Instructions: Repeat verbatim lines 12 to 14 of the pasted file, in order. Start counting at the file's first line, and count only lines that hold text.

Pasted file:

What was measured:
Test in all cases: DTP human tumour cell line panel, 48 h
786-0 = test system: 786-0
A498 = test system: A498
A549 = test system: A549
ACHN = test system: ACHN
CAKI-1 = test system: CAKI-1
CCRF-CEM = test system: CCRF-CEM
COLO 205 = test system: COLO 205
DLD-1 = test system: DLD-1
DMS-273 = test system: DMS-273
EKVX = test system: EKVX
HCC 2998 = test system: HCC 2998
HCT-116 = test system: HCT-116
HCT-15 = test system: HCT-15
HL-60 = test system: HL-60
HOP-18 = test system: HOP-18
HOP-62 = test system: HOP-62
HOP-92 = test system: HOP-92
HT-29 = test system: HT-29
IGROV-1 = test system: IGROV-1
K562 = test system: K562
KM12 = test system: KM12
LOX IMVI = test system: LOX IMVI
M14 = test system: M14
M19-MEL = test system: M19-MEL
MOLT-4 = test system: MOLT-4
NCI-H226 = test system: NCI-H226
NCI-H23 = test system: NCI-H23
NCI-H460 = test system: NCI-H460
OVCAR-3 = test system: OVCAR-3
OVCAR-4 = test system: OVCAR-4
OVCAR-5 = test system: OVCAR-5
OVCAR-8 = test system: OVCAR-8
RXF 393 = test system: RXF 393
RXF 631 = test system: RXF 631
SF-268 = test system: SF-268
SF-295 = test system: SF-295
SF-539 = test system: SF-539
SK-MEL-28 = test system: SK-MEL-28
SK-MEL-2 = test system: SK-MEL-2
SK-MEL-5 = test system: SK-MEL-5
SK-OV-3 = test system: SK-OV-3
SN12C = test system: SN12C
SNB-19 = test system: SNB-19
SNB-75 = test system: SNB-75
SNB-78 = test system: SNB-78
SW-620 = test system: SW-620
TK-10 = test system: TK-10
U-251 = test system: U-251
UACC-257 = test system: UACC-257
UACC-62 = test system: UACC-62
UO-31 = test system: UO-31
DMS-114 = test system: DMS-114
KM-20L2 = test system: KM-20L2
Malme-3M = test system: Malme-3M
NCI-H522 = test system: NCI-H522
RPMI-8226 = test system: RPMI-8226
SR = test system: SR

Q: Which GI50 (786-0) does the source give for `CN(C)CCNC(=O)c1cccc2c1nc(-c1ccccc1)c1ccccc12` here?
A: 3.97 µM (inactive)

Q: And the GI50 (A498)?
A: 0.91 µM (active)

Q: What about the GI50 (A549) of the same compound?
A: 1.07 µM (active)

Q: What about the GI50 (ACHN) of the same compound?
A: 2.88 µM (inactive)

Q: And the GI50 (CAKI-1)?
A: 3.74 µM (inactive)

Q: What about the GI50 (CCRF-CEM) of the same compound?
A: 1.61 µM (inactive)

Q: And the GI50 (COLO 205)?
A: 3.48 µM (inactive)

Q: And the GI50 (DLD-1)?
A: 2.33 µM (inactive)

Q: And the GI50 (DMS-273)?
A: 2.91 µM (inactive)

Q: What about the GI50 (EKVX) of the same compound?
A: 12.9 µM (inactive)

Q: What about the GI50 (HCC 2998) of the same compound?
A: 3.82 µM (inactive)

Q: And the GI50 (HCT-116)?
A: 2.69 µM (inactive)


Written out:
EKVX = test system: EKVX
HCC 2998 = test system: HCC 2998
HCT-116 = test system: HCT-116